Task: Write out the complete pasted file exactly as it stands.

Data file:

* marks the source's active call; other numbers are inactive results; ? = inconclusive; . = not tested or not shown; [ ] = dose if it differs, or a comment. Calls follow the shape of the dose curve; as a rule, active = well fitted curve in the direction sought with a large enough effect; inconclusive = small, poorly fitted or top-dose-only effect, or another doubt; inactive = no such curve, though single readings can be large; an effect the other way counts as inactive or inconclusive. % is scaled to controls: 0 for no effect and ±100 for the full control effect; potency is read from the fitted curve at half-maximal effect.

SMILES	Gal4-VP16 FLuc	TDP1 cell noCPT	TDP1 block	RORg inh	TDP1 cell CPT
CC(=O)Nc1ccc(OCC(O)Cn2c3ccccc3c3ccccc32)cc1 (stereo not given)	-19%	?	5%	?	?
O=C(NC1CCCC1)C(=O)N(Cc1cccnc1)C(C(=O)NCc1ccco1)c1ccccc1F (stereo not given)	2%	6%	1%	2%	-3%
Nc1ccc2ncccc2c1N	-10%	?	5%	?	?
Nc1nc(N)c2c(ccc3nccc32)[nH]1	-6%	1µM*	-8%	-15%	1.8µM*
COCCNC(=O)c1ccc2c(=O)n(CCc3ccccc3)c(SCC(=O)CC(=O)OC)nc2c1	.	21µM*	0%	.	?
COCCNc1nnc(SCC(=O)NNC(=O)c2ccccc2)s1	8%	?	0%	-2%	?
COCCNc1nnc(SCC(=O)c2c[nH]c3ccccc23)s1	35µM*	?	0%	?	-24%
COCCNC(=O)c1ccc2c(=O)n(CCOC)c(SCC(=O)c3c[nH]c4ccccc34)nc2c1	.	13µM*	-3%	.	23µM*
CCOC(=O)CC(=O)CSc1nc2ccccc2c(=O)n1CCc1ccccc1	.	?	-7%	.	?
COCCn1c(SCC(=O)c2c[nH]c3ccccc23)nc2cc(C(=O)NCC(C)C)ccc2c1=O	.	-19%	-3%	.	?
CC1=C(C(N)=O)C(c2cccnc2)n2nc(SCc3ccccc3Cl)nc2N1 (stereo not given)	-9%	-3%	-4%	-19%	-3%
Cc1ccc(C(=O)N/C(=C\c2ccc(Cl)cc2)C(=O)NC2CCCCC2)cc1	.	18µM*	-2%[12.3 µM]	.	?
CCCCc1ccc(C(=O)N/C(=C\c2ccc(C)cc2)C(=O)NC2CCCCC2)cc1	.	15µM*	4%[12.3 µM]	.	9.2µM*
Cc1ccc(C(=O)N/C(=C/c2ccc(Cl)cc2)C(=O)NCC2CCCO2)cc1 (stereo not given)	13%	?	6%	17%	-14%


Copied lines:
* marks the source's active call; other numbers are inactive results; ? = inconclusive; . = not tested or not shown; [ ] = dose if it differs, or a comment. Calls follow the shape of the dose curve; as a rule, active = well fitted curve in the direction sought with a large enough effect; inconclusive = small, poorly fitted or top-dose-only effect, or another doubt; inactive = no such curve, though single readings can be large; an effect the other way counts as inactive or inconclusive. % is scaled to controls: 0 for no effect and ±100 for the full control effect; potency is read from the fitted curve at half-maximal effect.

SMILES	Gal4-VP16 FLuc	TDP1 cell noCPT	TDP1 block	RORg inh	TDP1 cell CPT
CC(=O)Nc1ccc(OCC(O)Cn2c3ccccc3c3ccccc32)cc1 (stereo not given)	-19%	?	5%	?	?
O=C(NC1CCCC1)C(=O)N(Cc1cccnc1)C(C(=O)NCc1ccco1)c1ccccc1F (stereo not given)	2%	6%	1%	2%	-3%
Nc1ccc2ncccc2c1N	-10%	?	5%	?	?
Nc1nc(N)c2c(ccc3nccc32)[nH]1	-6%	1µM*	-8%	-15%	1.8µM*
COCCNC(=O)c1ccc2c(=O)n(CCc3ccccc3)c(SCC(=O)CC(=O)OC)nc2c1	.	21µM*	0%	.	?
COCCNc1nnc(SCC(=O)NNC(=O)c2ccccc2)s1	8%	?	0%	-2%	?
COCCNc1nnc(SCC(=O)c2c[nH]c3ccccc23)s1	35µM*	?	0%	?	-24%
COCCNC(=O)c1ccc2c(=O)n(CCOC)c(SCC(=O)c3c[nH]c4ccccc34)nc2c1	.	13µM*	-3%	.	23µM*
CCOC(=O)CC(=O)CSc1nc2ccccc2c(=O)n1CCc1ccccc1	.	?	-7%	.	?
COCCn1c(SCC(=O)c2c[nH]c3ccccc23)nc2cc(C(=O)NCC(C)C)ccc2c1=O	.	-19%	-3%	.	?
CC1=C(C(N)=O)C(c2cccnc2)n2nc(SCc3ccccc3Cl)nc2N1 (stereo not given)	-9%	-3%	-4%	-19%	-3%
Cc1ccc(C(=O)N/C(=C\c2ccc(Cl)cc2)C(=O)NC2CCCCC2)cc1	.	18µM*	-2%[12.3 µM]	.	?
CCCCc1ccc(C(=O)N/C(=C\c2ccc(C)cc2)C(=O)NC2CCCCC2)cc1	.	15µM*	4%[12.3 µM]	.	9.2µM*
Cc1ccc(C(=O)N/C(=C/c2ccc(Cl)cc2)C(=O)NCC2CCCO2)cc1 (stereo not given)	13%	?	6%	17%	-14%